Summary: The beatitudes are neither moral commands or value recommendations - they are pictures of the Kingdom painted by Jesus
IT’S ALL ABOUT GOD’S KINGDOM
To appreciate today’s gospel, the beginning of the Sermon on the Plain, we need to understand how Luke leads up to it. Luke, chapter 6, begins in a grainfield. Jesus and his disciples are harvesting and eating grain. Some of the Pharisees confront them, “Why are you doing what is not lawful on the Sabbath?”
The next scene is in a synagogue. Jesus healed a man’s withered right hand on the Sabbath. The text says that the scribes and Pharisees, “were filled with fury, and discussed with one another what they might do to Jesus.”
Jesus came into having a time of tough opposition.
At that time, Jesus took his disciples and went out to a mountain to pray – I guess he had to get away. He prayed all night. In the morning he called all of his disciples together and appointed Twelve to be, “Apostles” - Simon he called Peter, his brother Andrew, James and John, Philip, Bartholomew, Matthew, Thomas, James son of Alphaeus, Simon the Zealot, Judas son of James and Judas who became a traitor.
In today’s gospel they have all come down from the mountain. It says in verse 17, “He stood on a level place, with a great crowd of his disciples, and a great multitude of people from all Judea, Jerusalem, and the coast of Tyre and Sidon.” This was one big gathering of people. One thing, however, is different – this is a friendly gathering – no antagonists here – no protestors here. He is with his Following Friends.
That’s when the reading begins, “He looked up at his disciples and said:”
Listen again, to what he said:
“Blessed are you who are poor. Blessed are you who are hungry now. Blessed are you who weep now. Blessed are you when people hate you, and when they exclude you, revile you, and defame you on account of the Son of Man.” We ask, “Is that really true? Are we really blessed when such things happen to us?”
Following those four beatitudes are four woes: “Woe to you who are rich. Woe to you who are full now. Woe to you who are laughing now. Woe to you when all speak well of you.” And we ask again, “Is that really true too? Are we really ‘in for it,’ when good things like that happen to us?”
I’m not sure I like the direction of his speech.. Do you get some of that feeling? This seems like a complete reversal of all the values we all hold so dear in our world. We try desperately, to avoid what Jesus says is blessed. Who in the world wants to be poor? Who in the world wants to be hungry? Who in the world wants to be sad and rejected and excluded? We go to great lengths not to experience those things.
And the woes he lists – aren’t those the very things we want? Maybe we don’t need to be overly wealthy, but we sure want a comfortable amount of stuff. Maybe we don’t need to have our stomachs full all the time, but we certainly don’t want to go hungry. We want to be happy, we want to have good reputations and we want to be included. What in the world is wrong with that?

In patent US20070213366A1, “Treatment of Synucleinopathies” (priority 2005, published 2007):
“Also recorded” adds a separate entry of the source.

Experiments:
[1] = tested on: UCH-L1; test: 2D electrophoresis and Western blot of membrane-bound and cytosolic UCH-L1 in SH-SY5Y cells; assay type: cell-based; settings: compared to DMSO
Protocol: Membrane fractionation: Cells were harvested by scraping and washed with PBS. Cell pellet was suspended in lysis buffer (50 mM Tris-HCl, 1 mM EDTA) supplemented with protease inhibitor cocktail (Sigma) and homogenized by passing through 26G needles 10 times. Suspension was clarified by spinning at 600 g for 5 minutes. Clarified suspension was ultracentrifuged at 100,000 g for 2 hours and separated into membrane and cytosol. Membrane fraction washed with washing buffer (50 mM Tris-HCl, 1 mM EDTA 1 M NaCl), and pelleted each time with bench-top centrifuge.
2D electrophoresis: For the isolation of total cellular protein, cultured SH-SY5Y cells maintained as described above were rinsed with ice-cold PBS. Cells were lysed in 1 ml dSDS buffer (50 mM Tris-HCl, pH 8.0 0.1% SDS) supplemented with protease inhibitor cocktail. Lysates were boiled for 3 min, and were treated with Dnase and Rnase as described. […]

What Jesus is saying to his Following Friends does sound a bit strange!
How do we make sense of these sayings?
Well, the first thing we need to do with this sermon, is not hear it as a set of commands. Jesus is not telling us to go out and “get poor” or learn “how to weep” or put ourselves into situations where we “get persecuted.” The more we hear these beatitudes as command (things we are supposed to do) the more they make no sense.
And they are, in fact, not spoken as commands. Read the sermon carefully - Jesus isn’t giving orders here. We make a mistake when we read it that way. Read carefully – he is not telling them, he is not telling us, and he is not telling anyone, to do anything!
So, if we read them as commands, yes, they are going to sound very strange.
Secondly, they are not value recommendations for our world – not that our world couldn’t use a few new values.
I went into that one near the end of the baseball season. Remember when I referred to one baseball player’s salary of $26M? What kind of value is that, when a baseball player is paid 1,300 times more, just for playing a game, than a public school teacher is paid for teaching our elementary children?
Our world does have some strange values. Apparently we are willing to search for, and kill terrorists on the other side of the world, and apparently we are willing to go more billions and billions of dollars into debt to do that – but we aren’t willing to give gay and lesbian people the same civil rights that we heterosexual people take for granted. Yes, we do live in a world that has a lot of strange values.